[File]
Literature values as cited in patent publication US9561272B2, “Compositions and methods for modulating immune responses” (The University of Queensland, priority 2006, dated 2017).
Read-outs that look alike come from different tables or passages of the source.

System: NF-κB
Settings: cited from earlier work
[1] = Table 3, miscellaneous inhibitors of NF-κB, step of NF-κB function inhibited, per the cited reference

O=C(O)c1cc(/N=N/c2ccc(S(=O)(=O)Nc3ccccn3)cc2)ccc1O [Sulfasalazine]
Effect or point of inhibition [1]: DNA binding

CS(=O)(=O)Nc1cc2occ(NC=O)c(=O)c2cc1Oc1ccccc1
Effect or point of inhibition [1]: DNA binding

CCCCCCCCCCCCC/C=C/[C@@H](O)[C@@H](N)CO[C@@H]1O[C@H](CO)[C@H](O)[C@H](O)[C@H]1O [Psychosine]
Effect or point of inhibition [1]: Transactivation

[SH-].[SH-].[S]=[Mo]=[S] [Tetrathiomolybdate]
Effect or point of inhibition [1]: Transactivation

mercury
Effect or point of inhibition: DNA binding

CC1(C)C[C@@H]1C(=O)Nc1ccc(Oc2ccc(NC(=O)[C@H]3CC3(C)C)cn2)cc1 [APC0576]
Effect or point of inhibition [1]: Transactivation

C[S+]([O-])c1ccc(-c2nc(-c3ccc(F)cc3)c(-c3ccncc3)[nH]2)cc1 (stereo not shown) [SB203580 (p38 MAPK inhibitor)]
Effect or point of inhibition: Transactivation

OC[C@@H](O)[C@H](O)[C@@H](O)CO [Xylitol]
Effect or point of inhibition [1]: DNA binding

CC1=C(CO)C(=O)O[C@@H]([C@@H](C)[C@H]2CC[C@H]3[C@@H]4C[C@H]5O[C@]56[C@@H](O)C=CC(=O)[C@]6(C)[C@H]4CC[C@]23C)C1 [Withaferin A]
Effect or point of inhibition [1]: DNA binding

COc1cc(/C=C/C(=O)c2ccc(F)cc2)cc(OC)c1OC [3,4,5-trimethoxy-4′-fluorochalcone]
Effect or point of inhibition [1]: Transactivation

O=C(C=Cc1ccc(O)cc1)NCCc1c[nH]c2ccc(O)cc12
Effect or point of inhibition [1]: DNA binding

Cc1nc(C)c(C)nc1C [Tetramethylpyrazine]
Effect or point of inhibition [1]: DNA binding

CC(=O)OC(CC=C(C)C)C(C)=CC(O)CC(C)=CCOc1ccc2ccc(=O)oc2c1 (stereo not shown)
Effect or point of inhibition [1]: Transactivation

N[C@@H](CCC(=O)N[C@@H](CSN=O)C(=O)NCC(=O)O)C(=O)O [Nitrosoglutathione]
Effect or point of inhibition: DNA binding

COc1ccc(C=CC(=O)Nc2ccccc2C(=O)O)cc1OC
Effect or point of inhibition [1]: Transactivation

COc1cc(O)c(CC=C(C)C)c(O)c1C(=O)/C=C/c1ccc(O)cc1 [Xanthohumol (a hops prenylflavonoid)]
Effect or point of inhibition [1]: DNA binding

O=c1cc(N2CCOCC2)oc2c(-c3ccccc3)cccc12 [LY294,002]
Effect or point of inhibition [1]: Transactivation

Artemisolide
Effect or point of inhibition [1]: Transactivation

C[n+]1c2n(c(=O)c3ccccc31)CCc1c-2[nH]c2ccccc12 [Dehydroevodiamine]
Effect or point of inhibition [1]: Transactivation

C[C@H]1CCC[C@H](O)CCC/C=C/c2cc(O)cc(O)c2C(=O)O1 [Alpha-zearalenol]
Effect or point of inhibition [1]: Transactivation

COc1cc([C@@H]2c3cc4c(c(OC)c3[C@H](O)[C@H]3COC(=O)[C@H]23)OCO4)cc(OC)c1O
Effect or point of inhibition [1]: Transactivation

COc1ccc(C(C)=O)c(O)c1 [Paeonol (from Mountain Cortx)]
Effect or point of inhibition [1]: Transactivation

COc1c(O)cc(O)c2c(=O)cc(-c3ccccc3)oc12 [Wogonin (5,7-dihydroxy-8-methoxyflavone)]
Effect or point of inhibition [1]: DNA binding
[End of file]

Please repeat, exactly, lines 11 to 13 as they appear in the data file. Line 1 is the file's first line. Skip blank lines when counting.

Effect or point of inhibition [1]: Transactivation

[SH-].[SH-].[S]=[Mo]=[S] [Tetrathiomolybdate]
Effect or point of inhibition [1]: Transactivation